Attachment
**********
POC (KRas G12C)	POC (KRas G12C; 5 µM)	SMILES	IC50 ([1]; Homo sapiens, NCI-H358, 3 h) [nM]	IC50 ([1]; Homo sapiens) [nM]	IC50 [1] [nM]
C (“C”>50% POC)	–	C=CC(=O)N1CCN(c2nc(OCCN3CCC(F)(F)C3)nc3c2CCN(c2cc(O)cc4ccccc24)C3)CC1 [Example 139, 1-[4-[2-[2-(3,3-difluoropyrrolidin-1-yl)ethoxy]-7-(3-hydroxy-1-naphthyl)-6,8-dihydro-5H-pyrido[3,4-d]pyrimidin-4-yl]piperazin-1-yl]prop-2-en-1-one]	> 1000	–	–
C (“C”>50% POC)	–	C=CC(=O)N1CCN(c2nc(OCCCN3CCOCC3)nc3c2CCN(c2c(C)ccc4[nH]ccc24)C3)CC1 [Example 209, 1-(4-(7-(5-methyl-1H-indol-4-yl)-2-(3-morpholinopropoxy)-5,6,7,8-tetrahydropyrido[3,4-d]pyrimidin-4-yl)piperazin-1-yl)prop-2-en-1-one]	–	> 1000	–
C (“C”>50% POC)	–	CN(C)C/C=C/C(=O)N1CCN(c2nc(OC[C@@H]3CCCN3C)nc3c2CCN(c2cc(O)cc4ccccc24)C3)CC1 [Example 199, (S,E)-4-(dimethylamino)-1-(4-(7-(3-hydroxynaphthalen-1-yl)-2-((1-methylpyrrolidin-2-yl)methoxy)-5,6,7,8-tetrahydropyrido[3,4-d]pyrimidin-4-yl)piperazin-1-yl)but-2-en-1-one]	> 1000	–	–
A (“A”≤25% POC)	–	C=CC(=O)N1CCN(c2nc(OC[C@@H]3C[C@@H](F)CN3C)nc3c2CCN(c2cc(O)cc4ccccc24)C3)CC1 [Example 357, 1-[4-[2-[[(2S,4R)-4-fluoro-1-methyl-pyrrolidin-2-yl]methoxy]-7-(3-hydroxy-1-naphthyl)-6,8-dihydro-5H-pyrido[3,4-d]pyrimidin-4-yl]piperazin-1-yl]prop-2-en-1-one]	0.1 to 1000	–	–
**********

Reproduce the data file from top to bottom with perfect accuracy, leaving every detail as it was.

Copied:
POC (KRas G12C)	POC (KRas G12C; 5 µM)	SMILES	IC50 ([1]; Homo sapiens, NCI-H358, 3 h) [nM]	IC50 ([1]; Homo sapiens) [nM]	IC50 [1] [nM]
C (“C”>50% POC)	–	C=CC(=O)N1CCN(c2nc(OCCN3CCC(F)(F)C3)nc3c2CCN(c2cc(O)cc4ccccc24)C3)CC1 [Example 139, 1-[4-[2-[2-(3,3-difluoropyrrolidin-1-yl)ethoxy]-7-(3-hydroxy-1-naphthyl)-6,8-dihydro-5H-pyrido[3,4-d]pyrimidin-4-yl]piperazin-1-yl]prop-2-en-1-one]	> 1000	–	–
C (“C”>50% POC)	–	C=CC(=O)N1CCN(c2nc(OCCCN3CCOCC3)nc3c2CCN(c2c(C)ccc4[nH]ccc24)C3)CC1 [Example 209, 1-(4-(7-(5-methyl-1H-indol-4-yl)-2-(3-morpholinopropoxy)-5,6,7,8-tetrahydropyrido[3,4-d]pyrimidin-4-yl)piperazin-1-yl)prop-2-en-1-one]	–	> 1000	–
C (“C”>50% POC)	–	CN(C)C/C=C/C(=O)N1CCN(c2nc(OC[C@@H]3CCCN3C)nc3c2CCN(c2cc(O)cc4ccccc24)C3)CC1 [Example 199, (S,E)-4-(dimethylamino)-1-(4-(7-(3-hydroxynaphthalen-1-yl)-2-((1-methylpyrrolidin-2-yl)methoxy)-5,6,7,8-tetrahydropyrido[3,4-d]pyrimidin-4-yl)piperazin-1-yl)but-2-en-1-one]	> 1000	–	–
A (“A”≤25% POC)	–	C=CC(=O)N1CCN(c2nc(OC[C@@H]3C[C@@H](F)CN3C)nc3c2CCN(c2cc(O)cc4ccccc24)C3)CC1 [Example 357, 1-[4-[2-[[(2S,4R)-4-fluoro-1-methyl-pyrrolidin-2-yl]methoxy]-7-(3-hydroxy-1-naphthyl)-6,8-dihydro-5H-pyrido[3,4-d]pyrimidin-4-yl]piperazin-1-yl]prop-2-en-1-one]	0.1 to 1000	–	–